The kinetic energy of an object is the extra energy which it possesses due to its motion. It is essentially ‘the work needed to accelerate a body of a given mass from rest to its current velocity.’ The object maintains this ‘kinetic’ energy gained during acceleration until its speed changes. Kinetic energy is an expression of the fact that a moving object can do work on anything it hits; it quantifies the amount of work the object could do as a result of its motion. Kinetic energy can be transferred, converted and stored into other forms of energy.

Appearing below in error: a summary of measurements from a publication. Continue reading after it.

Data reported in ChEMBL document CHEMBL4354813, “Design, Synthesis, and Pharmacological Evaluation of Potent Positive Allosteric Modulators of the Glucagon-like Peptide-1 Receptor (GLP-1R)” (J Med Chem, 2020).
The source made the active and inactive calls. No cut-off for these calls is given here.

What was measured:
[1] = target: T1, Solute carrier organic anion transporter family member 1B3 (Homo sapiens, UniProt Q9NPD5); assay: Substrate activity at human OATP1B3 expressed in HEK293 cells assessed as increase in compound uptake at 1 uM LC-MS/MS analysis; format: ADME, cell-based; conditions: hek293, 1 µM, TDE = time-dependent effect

The Kyoto Protocol, which was adopted in December 1997 and came into force in February 2005, is an international agreement linked to the United Nations Framework Convention on Climate Change (UNFCCC). Its main feature is that it sets binding targets for 37 industrialised countries and the European community for reducing greenhouse gas (GHG) emissions. The European Union (EU) target is set at a reduction of 8%, which is to be met by 2008-2012 and is based on reduced GHG levels in comparison to 1990 levels. The EU has ratified the Kyoto Protocol and the UK’s legally binding target under an EU burden sharing agreement is 12.5% of 1990 levels by 2008-2012. The United Kingdom is the world’s 8th largest emitter of carbon dioxide and London is responsible for 8% of these emissions, producing 44 million tonnes of CO2 each year. This implies a target of stabilising London and the UK’s emissions at 60% below 1990 levels by 2025.